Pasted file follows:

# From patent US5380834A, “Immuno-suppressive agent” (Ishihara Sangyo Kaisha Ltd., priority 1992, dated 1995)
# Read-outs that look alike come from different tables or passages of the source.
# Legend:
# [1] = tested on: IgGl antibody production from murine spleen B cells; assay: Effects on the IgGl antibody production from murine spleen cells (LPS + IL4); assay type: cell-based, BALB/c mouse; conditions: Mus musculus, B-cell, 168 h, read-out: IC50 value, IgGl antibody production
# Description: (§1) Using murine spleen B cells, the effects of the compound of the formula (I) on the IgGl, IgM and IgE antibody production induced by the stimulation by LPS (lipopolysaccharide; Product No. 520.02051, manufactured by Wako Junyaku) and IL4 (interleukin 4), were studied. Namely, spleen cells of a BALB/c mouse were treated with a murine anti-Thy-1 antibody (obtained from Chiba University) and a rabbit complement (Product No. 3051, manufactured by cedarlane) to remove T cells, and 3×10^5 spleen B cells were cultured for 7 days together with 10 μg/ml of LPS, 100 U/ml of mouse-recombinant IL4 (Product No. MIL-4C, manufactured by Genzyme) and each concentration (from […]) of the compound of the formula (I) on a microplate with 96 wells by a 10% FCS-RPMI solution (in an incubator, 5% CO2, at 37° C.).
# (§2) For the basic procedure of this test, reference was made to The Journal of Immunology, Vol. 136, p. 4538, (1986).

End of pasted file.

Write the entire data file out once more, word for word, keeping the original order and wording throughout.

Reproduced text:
# From patent US5380834A, “Immuno-suppressive agent” (Ishihara Sangyo Kaisha Ltd., priority 1992, dated 1995)
# Read-outs that look alike come from different tables or passages of the source.
# Legend:
# [1] = tested on: IgGl antibody production from murine spleen B cells; assay: Effects on the IgGl antibody production from murine spleen cells (LPS + IL4); assay type: cell-based, BALB/c mouse; conditions: Mus musculus, B-cell, 168 h, read-out: IC50 value, IgGl antibody production
# Description: (§1) Using murine spleen B cells, the effects of the compound of the formula (I) on the IgGl, IgM and IgE antibody production induced by the stimulation by LPS (lipopolysaccharide; Product No. 520.02051, manufactured by Wako Junyaku) and IL4 (interleukin 4), were studied. Namely, spleen cells of a BALB/c mouse were treated with a murine anti-Thy-1 antibody (obtained from Chiba University) and a rabbit complement (Product No. 3051, manufactured by cedarlane) to remove T cells, and 3×10^5 spleen B cells were cultured for 7 days together with 10 μg/ml of LPS, 100 U/ml of mouse-recombinant IL4 (Product No. MIL-4C, manufactured by Genzyme) and each concentration (from […]) of the compound of the formula (I) on a microplate with 96 wells by a 10% FCS-RPMI solution (in an incubator, 5% CO2, at 37° C.).
# (§2) For the basic procedure of this test, reference was made to The Journal of Immunology, Vol. 136, p. 4538, (1986).